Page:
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Maximizing Mutual Information for Tacotron

End-to-end speech synthesis method such as Tacotron, Tacotron2 and Transformer-TTS already achieves close to human quality performance. However compared to HMM-based method or NN-based frame-to-frame regression method, it is prone to some bad cases, such as missing words, repeating words and incomplete synthesis. More seriously, we cannot know whether such errors exist in a synthesized waveform or not unless we listen to it. We attribute the comparatively high sentence error rate to the local information preference of conditional autoregressive models. Inspired by the success of InfoGAN in learning interpretable representation by a mutual information regularization, in this paper, we propose to maximize the mutual information between the predicted acoustic features and the input text for end-to-end speech synthesis methods to address the local information preference problem and avoid such bad cases. What is more, we provide an indicator to detect errors in the predicted acoustic features as a byproduct. Experiment results show that our method can reduce the rate of bad cases and provide a reliable indicator to detect bad cases automatically.

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1 Introduction

Tacotron [35] and Tacotron2 [28] are conditional autoregressive (CAR) models trained with teacher forcing [37]. The condition is summarized form the input text with attention mechanism [1]. Transformer-TTS [24] can be considered as another instance of CAR model, with effective utilization of self-attention mechanism [34]. Such architecture can be trained in an end-to-end way, so it has a much shorter pipeline and needs less expert knowledge and human labor. It is flexible enough to adapt for speaking style [29, 36] and multi-speaker [9, 17]. In addition, it is easy to be combined with neural vocoder [18, 31, 32] to enhance the synthesized waveform quality.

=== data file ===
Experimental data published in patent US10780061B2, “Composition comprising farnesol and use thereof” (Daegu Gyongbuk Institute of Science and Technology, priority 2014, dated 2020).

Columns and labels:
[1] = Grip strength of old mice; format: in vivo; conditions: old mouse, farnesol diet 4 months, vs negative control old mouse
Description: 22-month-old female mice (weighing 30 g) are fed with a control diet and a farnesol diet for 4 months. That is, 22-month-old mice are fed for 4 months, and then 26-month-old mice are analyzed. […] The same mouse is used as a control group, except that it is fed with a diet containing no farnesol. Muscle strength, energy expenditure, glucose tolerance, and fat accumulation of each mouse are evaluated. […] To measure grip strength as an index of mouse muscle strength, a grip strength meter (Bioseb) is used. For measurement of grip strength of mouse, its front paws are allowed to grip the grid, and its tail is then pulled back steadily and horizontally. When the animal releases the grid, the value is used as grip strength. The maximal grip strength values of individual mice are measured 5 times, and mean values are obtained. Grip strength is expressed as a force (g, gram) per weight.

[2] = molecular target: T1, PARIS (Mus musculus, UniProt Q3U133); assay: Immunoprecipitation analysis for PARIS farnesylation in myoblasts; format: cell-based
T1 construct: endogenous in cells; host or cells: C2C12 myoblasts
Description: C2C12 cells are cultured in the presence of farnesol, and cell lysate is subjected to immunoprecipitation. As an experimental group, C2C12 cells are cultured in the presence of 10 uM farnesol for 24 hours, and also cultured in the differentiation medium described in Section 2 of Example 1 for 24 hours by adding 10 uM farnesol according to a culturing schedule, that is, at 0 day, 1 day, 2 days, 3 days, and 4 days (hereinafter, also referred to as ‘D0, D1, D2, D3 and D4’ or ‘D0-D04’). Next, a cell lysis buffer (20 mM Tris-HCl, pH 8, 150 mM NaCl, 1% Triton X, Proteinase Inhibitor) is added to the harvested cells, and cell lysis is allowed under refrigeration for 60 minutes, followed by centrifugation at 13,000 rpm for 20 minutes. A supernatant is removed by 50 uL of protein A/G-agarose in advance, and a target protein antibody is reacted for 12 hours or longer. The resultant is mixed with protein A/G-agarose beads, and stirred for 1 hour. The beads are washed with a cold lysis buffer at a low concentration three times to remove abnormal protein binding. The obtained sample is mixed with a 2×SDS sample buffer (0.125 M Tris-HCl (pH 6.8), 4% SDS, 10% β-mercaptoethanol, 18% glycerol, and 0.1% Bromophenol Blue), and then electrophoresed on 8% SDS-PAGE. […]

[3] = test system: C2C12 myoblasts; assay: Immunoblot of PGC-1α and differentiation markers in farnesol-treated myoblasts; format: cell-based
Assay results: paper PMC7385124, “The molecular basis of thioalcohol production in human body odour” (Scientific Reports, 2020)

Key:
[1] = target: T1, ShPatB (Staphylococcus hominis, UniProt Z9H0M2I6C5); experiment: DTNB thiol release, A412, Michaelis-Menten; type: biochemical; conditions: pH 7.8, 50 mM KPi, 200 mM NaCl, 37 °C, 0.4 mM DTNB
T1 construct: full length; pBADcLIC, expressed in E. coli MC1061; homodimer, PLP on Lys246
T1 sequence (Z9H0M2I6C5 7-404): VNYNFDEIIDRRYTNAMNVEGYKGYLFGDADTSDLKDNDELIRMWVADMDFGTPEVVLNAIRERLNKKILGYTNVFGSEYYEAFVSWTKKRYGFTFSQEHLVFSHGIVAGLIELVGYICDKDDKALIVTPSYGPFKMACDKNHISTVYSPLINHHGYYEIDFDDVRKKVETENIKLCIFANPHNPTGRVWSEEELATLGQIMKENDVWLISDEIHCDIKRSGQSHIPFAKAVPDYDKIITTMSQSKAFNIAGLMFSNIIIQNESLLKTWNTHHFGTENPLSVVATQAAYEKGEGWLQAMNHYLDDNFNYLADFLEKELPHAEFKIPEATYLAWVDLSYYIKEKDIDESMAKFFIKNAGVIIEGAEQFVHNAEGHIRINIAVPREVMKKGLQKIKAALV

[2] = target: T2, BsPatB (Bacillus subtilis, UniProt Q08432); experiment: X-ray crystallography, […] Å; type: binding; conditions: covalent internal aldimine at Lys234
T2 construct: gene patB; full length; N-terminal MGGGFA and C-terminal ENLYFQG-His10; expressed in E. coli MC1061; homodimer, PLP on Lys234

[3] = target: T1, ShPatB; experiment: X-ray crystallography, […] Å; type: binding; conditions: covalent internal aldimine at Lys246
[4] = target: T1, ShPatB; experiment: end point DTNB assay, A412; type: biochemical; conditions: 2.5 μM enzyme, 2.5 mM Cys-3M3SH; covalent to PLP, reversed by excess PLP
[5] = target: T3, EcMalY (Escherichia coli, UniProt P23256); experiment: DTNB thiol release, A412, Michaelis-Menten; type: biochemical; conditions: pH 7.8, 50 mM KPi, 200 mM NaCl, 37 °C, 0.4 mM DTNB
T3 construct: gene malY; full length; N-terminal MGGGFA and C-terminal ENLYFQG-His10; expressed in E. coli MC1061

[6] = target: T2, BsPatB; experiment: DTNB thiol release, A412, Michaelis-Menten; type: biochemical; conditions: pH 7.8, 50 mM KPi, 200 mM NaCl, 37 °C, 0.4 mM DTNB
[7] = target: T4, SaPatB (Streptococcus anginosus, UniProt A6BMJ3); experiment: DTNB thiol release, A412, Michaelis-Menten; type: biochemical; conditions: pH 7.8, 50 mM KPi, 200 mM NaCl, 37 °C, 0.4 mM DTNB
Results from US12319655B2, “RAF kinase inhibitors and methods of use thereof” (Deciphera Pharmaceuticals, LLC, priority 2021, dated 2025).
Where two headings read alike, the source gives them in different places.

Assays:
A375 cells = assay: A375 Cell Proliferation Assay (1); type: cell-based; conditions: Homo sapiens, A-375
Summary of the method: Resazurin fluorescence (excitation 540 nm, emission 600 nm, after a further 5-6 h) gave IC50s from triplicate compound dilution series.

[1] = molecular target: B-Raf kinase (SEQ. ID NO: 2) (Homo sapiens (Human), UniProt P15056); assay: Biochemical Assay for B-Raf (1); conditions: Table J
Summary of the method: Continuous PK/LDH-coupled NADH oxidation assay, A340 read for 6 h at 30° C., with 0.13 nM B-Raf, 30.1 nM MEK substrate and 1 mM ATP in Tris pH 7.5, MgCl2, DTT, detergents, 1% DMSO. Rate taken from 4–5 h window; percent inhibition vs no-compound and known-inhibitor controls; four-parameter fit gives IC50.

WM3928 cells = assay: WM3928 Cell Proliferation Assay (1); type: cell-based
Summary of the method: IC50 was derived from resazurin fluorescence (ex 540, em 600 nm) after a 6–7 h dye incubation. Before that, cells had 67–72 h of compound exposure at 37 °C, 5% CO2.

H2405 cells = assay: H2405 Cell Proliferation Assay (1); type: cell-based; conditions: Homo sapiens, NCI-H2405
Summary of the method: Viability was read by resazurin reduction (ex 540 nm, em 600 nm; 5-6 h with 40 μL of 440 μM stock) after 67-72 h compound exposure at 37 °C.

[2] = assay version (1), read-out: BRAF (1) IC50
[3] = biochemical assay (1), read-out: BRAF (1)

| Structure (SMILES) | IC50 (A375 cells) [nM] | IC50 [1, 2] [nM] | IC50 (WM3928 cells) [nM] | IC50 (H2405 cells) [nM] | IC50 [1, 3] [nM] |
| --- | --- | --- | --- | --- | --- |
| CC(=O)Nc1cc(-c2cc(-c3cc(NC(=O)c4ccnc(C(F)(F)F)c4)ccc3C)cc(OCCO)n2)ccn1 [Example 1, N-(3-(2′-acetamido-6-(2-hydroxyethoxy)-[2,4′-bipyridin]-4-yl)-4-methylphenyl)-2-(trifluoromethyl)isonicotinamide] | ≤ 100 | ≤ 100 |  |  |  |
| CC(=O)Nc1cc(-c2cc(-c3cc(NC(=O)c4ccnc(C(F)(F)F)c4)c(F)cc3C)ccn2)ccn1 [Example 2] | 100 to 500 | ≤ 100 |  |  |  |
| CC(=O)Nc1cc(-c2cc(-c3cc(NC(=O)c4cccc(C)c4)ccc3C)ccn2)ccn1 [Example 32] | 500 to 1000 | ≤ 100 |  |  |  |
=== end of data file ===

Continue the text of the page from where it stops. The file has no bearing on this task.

Training with teacher forcing induces a mismatch between the training period and the inference period, usually known as exposure bias [26]. Even worse, it strengthens the local information preference [6]

for the CAR model. We explain the local information preference intuitively first. At each time step during training, the CAR model receives a teacher forcing input and a conditional input. The teacher forcing input is one previous time step from the target. The conditional input is the text to be synthesized. If the CAR model learns to copy the teacher forcing input, or to predict the target totally depending on teacher forcing input without using the conditional information, it still gets small training mean square error (MSE). Finally the model, which achieves small MSE, may not learn to depend on the condition at all. So at the inference period, the CAR model generates results that have nothing to do with the condition. Note that local information preference still exists even if teacher forcing is not used. When a random variable

admits autoregressive dependency over a conditional random variable , i.e. , an universal function approximator, such as RNNs used in the CAR model, can in theory represent the distribution without condition on [6].

The local information preference weakens the dependency between the predicted acoustic features and the text condition when training a CAR speech synthesis model. In most cases, the CAR speech synthesis model learns to depend on the text condition to predict the acoustic features. However they are prone to bad cases. We argue that this is caused by the local information preference of the model. Since the model prefers predicting the acoustic features from the teacher forcing input at training stage, it does not model the dependency between the text condition and the predicted acoustic features sufficiently. If we can strengthen the dependency, we may reduce the bad-case rate. In [5], the authors propose a information-theoretic regularization for generative adversarial networks (GAN) [10]